On 8 Nov 2003 at 20:35, Brent Meeker wrote:

> A balloon model neglects inhomogeneties that allow gravity to 
> locally.

> at short range the weak, electromagnetic, and
> strong force dominate.

> Of course almost anything is possible at the Planck scale.  What 
> are proposing are effects of Einsteinian gravity, including a
> cosmological 'constant', at the level of strings or whatever the 
> fundamental particles are.  But current theories would say that the
> cosmological constant can't pull apart things that are more 
> bound than some threshold.  Since it never starts to pull them 
> its negative pressure on them never increases and they remain bound 
> the other forces.
> Brent Meeker

Well stated, Brent!

I would be forced to agree, but there might be an omission in that 
very strong counter argument. There was a peer reviewed article 
published many years ago (I think in Scientific American magazine) 
that basically said that given enough time EVERY particle will 
spontaneously emit energy until, eventually, there is no energy left 
to emit. If I remember correctly that argument was making claim that 
not only radioactive particles are unstable, and that all particles 
with no exception follow the same emission rules but that some are 
just almost unimaginably unlikely to do so but that they will do so. 
The point being that in some near infinite but still within a finite 
time every particle in the universe will have evaporated, so to 
speak. Since having read that article I've never seen a disapproval 
of the hypothesis presented in that article. Perhaps I've missed a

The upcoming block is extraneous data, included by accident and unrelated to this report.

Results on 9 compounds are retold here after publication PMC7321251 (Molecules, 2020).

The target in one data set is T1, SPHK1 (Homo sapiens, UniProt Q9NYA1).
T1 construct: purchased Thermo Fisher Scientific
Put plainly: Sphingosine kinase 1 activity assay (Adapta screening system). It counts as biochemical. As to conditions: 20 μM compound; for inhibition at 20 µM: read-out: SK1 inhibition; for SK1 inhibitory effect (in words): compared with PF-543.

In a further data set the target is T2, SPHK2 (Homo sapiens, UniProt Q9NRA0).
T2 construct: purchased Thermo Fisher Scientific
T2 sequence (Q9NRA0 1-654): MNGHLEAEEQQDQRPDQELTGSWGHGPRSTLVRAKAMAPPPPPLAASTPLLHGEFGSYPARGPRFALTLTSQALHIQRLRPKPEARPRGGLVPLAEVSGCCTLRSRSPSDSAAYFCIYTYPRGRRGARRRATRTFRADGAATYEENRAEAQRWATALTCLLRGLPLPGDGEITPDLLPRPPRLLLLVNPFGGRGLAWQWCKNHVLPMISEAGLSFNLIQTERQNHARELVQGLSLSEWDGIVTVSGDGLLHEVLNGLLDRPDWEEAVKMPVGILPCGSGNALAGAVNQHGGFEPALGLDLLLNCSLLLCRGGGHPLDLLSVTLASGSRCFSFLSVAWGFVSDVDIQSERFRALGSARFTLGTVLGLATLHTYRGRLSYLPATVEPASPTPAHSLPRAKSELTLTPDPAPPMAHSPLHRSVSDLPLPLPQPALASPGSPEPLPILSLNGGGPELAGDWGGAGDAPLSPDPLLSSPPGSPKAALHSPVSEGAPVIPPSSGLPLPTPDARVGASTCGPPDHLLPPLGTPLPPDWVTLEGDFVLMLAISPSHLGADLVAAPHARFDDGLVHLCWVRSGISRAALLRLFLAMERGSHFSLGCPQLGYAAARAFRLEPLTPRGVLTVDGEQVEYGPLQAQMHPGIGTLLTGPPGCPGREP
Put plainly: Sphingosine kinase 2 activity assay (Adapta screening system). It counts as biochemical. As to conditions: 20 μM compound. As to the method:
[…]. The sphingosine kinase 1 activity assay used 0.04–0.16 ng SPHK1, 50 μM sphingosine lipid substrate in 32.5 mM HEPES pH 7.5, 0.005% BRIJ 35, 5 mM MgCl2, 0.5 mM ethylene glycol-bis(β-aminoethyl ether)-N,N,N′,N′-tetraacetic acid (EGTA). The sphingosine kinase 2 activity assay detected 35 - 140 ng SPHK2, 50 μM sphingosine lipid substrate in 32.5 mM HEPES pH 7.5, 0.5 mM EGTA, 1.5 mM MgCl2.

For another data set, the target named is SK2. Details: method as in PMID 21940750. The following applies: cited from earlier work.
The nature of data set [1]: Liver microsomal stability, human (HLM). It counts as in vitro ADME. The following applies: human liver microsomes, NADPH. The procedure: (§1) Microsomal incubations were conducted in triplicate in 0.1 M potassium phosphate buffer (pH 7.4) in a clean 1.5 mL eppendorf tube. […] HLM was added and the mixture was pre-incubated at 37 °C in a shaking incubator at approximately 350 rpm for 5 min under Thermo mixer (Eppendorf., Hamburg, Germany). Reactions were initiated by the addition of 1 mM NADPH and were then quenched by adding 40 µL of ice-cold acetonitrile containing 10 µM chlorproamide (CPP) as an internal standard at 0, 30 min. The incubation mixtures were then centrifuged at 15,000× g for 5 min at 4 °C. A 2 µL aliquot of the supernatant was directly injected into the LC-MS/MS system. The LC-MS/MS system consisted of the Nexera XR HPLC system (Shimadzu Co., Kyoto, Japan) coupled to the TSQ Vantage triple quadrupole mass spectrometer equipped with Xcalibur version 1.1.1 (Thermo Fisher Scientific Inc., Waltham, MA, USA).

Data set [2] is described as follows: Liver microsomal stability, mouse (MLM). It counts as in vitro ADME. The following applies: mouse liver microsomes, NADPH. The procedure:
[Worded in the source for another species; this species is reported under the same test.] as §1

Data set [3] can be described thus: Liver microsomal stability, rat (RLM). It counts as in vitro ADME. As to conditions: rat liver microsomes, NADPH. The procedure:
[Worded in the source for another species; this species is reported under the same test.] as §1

peer reviewed disapproval of the premise.

But the question in my mind at the time I read that article was: why 
would a particle considered to be stable eventually decay to a point 
of complete self destruction? I now believe that the answer to that 
question is localized inflation of space/time being expressed at the 
subatomic level. Although the nuclear binding forces are so very 
strong that the consequences are that inflation is very drastically 
slowed relative to a particle, inflation itself is a factor of 
space/time and not of matter but matter does exert a resistive effect 
against inflation. But only a resistive effect, however large that 
might be, and not a total inhibiting effect. Over time, inflation 
marches on regardless.

It seems to me that it is true that one reason behind a decay of any 
particle (radioactive or not) is because of inflation rather than 
because of fuzzy quantum chance. The argument I put forth is that any 
atomic arrangement is actually 100% stable until it is acted upon by 
an external force, which does include inflation but could also 
include interaction with other energy sources. Barring any 
possibility of interaction, eventually inflation will lead to decay 
and be expressed by way of spontanious emmision of energy. Inflation 
is a component of space and time, it is not granular (it is smooth) 
and is not itself subject to Planck's constant. The constant is a 
measure of the smallest size of an energy packet at the quantum 
level, something like 6.26 x 10^-34 J-sec, and it is the only reason 
why the affect upon matter by inflation occurs in discrete levels of 
energy instead of linearly. 

It is the very drastic localized slowing (but not the entire 
elimination) of inflation that makes it appear that inflation is not 
occuring at a subatomic level because of some binding force such as 
gravity or [insert choice here]. But inflation is still occuring 
regardless, and at some finite point in time it gets expressed in 
Planck terms.

Ron McFarland

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